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Effectiveness of online tailored advice to prevent running-related injuries and promote preventive behaviour in Dutch trail runners: a pragmatic randomised controlled trial
  1. Luiz Carlos Hespanhol Jr1,2,
  2. Willem van Mechelen1,3,4,5,
  3. Evert Verhagen1,4,6
  1. 1 Amsterdam Collaboration on Health and Safety in Sports, Department of Public and Occupational Health, Amsterdam Public Health Research Institute, VU University Medical Center, Amsterdam, The Netherlands
  2. 2 Department of Physiotherapy, Universidade Cidade de São Paulo, São Paulo, Brazil
  3. 3 Faculty of Health and Behavioural Sciences, School of Human Movement and Nutrition Sciences, University of Queensland, Brisbane, Australia
  4. 4 Division of Exercise Science and Sports Medicine (ESSM), Department of Human Biology, Faculty of Health Sciences, University of Cape Town, Cape Town, South Africa
  5. 5 School of Public Health, Physiotherapy and Population Sciences, University College Dublin, Dublin, Ireland
  6. 6 Australian Centre for Research into Injury in Sport and Its Prevention, Federation University Australia, Ballarat, Victoria, Australia
  1. Correspondence to Luiz Carlos Hespanhol Jr, Department of Public and Occupational Health and the Amsterdam Public Health research institute, VU University Medical Center Amsterdam, Van der Boechorststraat 7, 1081 BT Amsterdam, the Netherlands; l.hespanhol{at}


Background Trail running is popular worldwide, but there is no preventive intervention for running-related injury (RRI).

Aim To evaluate the effectiveness of adding online tailored advice (TrailS6 ) to general advice on (1) the prevention of RRIs and (2) the determinants and actual preventive behaviour in Dutch trail runners.

Methods Two-arm randomised controlled trial over 6 months. 232 trail runners were randomly assigned to an intervention or control group. All participants received online general advice on RRI prevention 1 week after baseline. Every 2 weeks, participants in the intervention group received specific advice tailored to their RRI status. The control group received no further intervention. Bayesian mixed models were used to analyse the data.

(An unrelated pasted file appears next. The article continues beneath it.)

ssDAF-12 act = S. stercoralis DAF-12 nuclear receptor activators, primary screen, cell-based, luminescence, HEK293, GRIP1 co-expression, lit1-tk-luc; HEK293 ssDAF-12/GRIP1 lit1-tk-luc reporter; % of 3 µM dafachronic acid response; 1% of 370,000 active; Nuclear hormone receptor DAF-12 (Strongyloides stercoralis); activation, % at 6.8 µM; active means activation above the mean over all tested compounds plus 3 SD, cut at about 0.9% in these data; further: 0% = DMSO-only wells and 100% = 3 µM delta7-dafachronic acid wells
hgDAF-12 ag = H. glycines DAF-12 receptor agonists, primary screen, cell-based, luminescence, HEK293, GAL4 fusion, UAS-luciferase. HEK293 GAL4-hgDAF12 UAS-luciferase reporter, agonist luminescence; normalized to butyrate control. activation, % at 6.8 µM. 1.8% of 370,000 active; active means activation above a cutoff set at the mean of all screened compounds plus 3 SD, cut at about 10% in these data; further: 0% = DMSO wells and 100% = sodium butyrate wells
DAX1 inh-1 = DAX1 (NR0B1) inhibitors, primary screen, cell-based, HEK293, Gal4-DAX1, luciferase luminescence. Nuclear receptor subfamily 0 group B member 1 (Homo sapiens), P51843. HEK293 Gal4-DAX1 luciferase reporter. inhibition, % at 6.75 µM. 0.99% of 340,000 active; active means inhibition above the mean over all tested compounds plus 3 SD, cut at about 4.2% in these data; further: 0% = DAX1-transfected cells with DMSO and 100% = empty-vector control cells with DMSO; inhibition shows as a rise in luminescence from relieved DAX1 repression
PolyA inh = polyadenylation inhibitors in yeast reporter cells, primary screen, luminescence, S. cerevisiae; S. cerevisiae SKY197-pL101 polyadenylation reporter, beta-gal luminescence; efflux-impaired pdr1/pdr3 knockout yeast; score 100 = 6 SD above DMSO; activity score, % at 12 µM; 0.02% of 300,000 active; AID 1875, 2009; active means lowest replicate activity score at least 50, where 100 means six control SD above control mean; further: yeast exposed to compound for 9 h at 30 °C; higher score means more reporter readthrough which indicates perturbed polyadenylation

Results Trail runners in the intervention group sustained 13% fewer RRIs compared with those in the control group after 6 months of follow-up (absolute risk difference −13.1%, 95% Bayesian highest posterior credible interval (95% BCI) −23.3 to −3.1). A preventive benefit was observed in one out of eight trail runners who had received the online tailored advice for 6 months (number needed to treat 8, 95% BCI 3 to 22). No significant between-group difference was observed on the determinants and actual preventive behaviours.

Conclusions Online tailored advice prevented RRIs among Dutch trail runners. Therefore, online tailored advice may be used as a preventive component in multicomponent RRI prevention programmes. No effect was observed on determinants and actual preventive behaviours.

Trial registration number The Netherlands National Trial Register (NTR5431).

  • evidence-based practice
  • health behavior
  • risk reduction behavior
  • sports injuries
  • comparative effectiveness research

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  • Contributors All authors were involved in the conceptualisation, design and conduction of the study. LCH cleaned, analysed and interpreted the data. All authors were involved in the drafting and revision of the manuscript for intellectual content, and all approved the final version of the article. All authors had full access to the data (including statistical reports and tables) and can take responsibility for the integrity of the data and the accuracy of the data analysis.

  • Funding LCH was granted with a CAPES (Coordenação de Aperfeiçoamento de Pessoal de Nível Superior) PhD scholarship, process number 0763/12-8, Ministry of Education of Brazil.

  • Competing interests WvM is a director-share holder of VU University Medical Center Amsterdam spin-off company Evalua Nederland ( and non-executive board member of Arbo Unie ( Both companies operate on the Dutch occupational healthcare market, and they have no relationship with the TrailS6 intervention.

  • Ethics approval This study was approved by the medical ethics committee of the VU University Medical Center Amsterdam, the Netherlands.

  • Provenance and peer review Not commissioned; externally peer reviewed.

  • Data sharing statement No additional data are available.